See previous: Infrastructure as a Service sometimes is another name for old school hosting
At the upcoming Cloud Expo, Bill will cover design patterns for Cloud Computing, however, here is a a light analogy that I like to use to explain what we mean by “Decades old Patterns may not be applicable”.
In the past, performance was king. The faster your applications ran, the better the design. The better the architect, the better the developer.
In the Cloud world, performance is a commodity. With elastic cloud, it’s easy to expand and contract your application to run faster or relax against processing demand. It’s not even just easy – you don’t have to think about it.
Consider this scenario. Let’s say you have a giant image file of a high resolution photograph (assume it’s big, roughly 2 GB) and you have been asked to superimpose a Bend Sinister on top of it (think Ghost Buster’s Logo).
In the past, the fastest way to do this would be using vector based graphics. Take the whole image, toss it up into memory, and then use an algorithm to draw the Bend Sinister on top of the image. Super fast, very performant – you get lots of pats on the back.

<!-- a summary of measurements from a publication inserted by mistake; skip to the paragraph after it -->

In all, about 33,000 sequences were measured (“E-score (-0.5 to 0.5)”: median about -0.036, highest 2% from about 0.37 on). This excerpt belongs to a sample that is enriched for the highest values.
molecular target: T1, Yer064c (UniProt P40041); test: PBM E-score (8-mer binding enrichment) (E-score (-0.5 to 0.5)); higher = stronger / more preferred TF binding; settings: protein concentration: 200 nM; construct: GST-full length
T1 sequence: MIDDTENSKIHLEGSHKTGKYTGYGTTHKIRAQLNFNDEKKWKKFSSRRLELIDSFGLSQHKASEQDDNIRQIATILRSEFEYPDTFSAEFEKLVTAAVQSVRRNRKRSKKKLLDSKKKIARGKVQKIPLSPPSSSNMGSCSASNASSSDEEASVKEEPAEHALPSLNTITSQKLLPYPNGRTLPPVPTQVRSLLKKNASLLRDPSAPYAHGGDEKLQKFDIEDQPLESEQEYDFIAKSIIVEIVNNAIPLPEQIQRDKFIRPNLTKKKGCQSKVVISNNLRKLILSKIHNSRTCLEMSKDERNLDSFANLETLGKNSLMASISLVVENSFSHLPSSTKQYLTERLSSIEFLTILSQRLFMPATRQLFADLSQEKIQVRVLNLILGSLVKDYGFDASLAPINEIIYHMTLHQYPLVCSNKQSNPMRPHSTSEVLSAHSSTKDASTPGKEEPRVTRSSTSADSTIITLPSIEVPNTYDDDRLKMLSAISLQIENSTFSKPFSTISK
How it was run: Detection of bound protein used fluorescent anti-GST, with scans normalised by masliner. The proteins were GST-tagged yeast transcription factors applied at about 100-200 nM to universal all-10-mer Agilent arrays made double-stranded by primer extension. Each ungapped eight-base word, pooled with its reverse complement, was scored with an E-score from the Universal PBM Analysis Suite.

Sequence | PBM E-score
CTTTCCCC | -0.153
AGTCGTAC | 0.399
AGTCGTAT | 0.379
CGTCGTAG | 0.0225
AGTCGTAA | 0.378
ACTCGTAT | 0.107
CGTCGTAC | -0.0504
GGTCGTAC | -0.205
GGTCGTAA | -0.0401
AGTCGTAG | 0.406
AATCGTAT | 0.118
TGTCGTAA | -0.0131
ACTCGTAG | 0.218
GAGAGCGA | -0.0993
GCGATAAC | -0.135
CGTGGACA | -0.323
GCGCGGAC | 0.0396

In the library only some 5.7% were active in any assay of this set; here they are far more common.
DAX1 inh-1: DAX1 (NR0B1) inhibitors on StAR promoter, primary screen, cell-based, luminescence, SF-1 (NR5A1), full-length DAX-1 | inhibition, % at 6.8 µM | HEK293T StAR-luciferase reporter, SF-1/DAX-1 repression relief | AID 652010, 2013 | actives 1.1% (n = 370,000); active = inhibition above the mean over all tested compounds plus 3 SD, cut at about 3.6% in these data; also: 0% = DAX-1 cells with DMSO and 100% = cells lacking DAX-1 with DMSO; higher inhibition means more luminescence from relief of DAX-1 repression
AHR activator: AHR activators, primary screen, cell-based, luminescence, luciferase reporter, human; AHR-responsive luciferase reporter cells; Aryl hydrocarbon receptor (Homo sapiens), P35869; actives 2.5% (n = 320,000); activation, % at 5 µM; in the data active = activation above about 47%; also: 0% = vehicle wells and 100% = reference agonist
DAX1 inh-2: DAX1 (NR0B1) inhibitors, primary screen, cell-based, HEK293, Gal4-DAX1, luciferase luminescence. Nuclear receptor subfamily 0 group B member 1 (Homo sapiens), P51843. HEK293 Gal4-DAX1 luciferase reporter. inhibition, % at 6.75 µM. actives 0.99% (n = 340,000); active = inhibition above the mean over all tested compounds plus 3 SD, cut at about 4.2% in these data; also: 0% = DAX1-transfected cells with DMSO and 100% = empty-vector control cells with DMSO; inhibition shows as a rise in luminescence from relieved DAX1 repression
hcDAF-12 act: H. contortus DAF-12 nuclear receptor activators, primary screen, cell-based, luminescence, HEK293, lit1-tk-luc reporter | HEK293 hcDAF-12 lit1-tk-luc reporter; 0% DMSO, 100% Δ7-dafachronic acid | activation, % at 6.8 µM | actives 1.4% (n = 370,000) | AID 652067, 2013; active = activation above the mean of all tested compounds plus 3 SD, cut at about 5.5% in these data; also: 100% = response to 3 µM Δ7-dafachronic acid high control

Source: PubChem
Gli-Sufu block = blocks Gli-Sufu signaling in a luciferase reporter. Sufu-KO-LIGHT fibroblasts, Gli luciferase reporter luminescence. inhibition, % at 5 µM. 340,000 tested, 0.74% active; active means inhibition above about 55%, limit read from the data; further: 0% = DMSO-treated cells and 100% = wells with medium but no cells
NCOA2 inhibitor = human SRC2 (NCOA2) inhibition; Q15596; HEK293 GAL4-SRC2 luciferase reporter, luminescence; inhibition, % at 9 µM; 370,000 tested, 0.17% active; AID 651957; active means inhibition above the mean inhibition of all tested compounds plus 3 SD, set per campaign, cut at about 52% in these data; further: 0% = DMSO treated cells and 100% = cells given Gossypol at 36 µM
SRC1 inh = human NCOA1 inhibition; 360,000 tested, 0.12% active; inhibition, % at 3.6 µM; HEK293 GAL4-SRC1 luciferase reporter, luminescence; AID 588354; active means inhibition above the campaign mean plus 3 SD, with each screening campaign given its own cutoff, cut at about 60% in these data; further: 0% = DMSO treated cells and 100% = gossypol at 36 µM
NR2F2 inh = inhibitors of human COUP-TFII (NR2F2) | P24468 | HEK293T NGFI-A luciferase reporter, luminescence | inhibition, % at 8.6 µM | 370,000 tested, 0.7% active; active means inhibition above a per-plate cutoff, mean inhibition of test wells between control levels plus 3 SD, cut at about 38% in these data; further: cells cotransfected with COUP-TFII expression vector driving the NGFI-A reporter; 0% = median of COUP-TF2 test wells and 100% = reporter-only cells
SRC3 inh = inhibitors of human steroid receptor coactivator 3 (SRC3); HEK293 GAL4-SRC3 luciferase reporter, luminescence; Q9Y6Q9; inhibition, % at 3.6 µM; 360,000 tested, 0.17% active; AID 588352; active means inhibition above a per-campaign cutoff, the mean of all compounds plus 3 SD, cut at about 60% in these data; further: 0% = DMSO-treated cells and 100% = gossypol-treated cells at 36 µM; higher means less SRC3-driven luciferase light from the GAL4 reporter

Today if you did that in the Cloud, you’d get some frowns. Compute time costs money. Nothing is free in the Cloud. Even storage costs money, and storage is cheaper than compute.
So in the Cloud, this same requirement for a Bend Sinister drawn on top of a photograph, may be best designed by creating two images – one of the original photograph and the other of a Bend Sinister. This keeps the drawing in storage, rather than compute. Cheaper. Then superimpose them onto one another.
There are many scenarios were traditional software design may need to be revisited to maximize cost and efficiency in the Cloud. Usually clever performance design techniques are the first place to start.
Full summary here: Five Opinions on Cloud Computing in New York City